In general, an individual who is UK resident for tax purposes is liable to UK income tax on their worldwide income from all sources. This is subject to the provisions of any applicable double tax treaty.
Individuals who are UK resident but not UK domiciled benefit from a different treatment. ‘Domicile’ is an English law concept and, broadly speaking, an individual has his domicile in the country that is his ‘real’ or permanent home which, if he has left it, he intends to return to. An individual who is UK resident but not UK domiciled can make a claim to be liable to UK tax on his non-UK income and gains only when they are remitted to (received in) the UK. This principle is commonly referred to as the ‘remittance basis’.
Non-UK domiciled individuals who are long-term UK residents must pay an annual charge if they wish to continue to have the benefit of the remittance basis. The annual charge for a non-UK domiciled individual who has been resident in the UK for at least seven of the previous nine tax years is £30,000; where the individual has been resident in the UK for at least 12 of the previous 14 tax years the annual charge is £60,000. It is not mandatory for an individual to pay this annual charge, but if they choose not to they will be liable to UK tax on their worldwide income and capital gains in the same way as a UK resident and domiciled individual. Once an individual has been resident in the UK for more than 15 out of the last 20 years, he will no longer be entitled to the remittance basis. Non-UK domiciled individuals who are or intend to become resident in the UK are strongly advised to take advice; whilst the remittance basis rules can be complex, there are often significant tax planning opportunities.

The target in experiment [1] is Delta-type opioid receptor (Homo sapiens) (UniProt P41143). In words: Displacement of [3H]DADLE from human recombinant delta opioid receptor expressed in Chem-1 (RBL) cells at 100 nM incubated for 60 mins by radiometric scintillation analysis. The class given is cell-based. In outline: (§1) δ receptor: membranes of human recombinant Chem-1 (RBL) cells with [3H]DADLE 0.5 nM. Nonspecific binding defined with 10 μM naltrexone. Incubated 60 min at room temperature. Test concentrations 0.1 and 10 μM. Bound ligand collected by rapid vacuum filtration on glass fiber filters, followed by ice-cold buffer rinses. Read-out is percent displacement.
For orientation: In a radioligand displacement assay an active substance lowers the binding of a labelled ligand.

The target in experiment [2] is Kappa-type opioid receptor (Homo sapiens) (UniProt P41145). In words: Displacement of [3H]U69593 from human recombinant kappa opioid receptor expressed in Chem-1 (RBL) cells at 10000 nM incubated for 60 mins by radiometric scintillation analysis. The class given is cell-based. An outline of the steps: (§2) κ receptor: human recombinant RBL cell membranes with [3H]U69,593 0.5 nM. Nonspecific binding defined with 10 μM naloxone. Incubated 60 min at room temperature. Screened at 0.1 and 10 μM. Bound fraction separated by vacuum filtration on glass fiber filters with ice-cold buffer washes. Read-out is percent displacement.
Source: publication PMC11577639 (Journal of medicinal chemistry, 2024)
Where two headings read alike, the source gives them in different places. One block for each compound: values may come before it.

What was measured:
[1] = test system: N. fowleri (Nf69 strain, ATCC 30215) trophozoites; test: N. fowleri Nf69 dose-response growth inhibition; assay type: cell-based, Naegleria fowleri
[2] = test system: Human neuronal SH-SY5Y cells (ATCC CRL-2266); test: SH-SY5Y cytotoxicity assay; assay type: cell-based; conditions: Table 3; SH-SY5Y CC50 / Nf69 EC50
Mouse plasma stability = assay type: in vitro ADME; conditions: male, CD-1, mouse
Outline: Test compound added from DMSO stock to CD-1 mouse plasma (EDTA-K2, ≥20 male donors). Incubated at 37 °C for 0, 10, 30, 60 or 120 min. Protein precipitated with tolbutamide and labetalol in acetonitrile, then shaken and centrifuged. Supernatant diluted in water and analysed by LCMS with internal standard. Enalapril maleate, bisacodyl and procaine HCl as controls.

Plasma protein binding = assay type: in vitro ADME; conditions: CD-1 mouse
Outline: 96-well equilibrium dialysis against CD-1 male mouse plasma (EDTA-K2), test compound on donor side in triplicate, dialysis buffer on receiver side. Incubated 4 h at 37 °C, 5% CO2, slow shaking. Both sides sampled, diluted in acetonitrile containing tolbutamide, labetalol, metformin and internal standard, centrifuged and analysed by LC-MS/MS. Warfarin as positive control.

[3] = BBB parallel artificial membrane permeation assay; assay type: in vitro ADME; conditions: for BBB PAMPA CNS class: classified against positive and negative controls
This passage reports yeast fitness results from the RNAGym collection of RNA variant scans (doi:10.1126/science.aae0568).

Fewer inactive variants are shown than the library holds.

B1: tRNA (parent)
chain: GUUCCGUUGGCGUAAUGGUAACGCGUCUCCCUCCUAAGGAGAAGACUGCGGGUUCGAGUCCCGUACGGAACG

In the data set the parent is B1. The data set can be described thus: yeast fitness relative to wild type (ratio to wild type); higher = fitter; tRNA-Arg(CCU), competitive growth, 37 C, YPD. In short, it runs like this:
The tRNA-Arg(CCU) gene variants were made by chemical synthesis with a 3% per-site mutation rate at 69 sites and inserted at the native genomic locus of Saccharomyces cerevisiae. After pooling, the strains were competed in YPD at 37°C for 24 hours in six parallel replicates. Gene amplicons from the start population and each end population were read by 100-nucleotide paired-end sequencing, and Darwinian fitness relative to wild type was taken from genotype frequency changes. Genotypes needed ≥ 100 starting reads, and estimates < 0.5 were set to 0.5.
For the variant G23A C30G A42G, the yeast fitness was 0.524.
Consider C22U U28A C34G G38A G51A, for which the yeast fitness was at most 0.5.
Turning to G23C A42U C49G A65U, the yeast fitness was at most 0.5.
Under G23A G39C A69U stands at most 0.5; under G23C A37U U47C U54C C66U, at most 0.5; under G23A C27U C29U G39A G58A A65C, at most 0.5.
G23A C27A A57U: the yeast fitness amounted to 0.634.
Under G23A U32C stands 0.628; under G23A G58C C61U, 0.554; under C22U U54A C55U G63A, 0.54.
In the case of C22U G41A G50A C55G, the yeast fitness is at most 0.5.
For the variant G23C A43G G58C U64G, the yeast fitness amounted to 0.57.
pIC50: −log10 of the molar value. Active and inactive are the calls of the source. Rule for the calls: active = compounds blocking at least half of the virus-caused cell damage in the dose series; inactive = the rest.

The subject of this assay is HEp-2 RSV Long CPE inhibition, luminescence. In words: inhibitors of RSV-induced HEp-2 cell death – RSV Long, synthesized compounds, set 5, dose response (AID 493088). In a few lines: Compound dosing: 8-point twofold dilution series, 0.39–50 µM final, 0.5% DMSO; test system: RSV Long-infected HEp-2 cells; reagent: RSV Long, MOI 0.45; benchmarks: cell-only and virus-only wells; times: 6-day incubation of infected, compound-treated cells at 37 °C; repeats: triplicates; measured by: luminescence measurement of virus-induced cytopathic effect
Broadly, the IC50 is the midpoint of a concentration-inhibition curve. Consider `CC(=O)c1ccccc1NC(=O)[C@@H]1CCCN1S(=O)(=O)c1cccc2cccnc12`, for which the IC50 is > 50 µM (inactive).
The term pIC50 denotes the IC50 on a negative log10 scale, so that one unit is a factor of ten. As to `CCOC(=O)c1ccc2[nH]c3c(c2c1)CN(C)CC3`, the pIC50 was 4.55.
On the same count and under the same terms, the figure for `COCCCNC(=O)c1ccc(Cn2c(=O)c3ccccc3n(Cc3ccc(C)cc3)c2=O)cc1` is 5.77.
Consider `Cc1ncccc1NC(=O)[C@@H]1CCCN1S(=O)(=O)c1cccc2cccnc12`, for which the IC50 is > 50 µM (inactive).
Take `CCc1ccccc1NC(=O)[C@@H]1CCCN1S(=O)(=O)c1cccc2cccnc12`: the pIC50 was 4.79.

Partnerships are normally treated as transparent for UK tax purposes. While a partnership tax return is required to be filed with HMRC, Partners who are individuals report their share of the partnership’s profits or capital gains on their personal income tax return.
CGT is payable on capital gains made on the disposal of chargeable assets. A disposal takes place whenever the ownership of an asset changes and includes a part-disposal. Gains and losses are computed by comparing the disposal proceeds with the cost of the asset plus any qualifying expenditure incurred on enhancing the asset. Where the parties are connected, market value is substituted for any actual consideration paid.
Capital losses can generally only be set off against capital gains.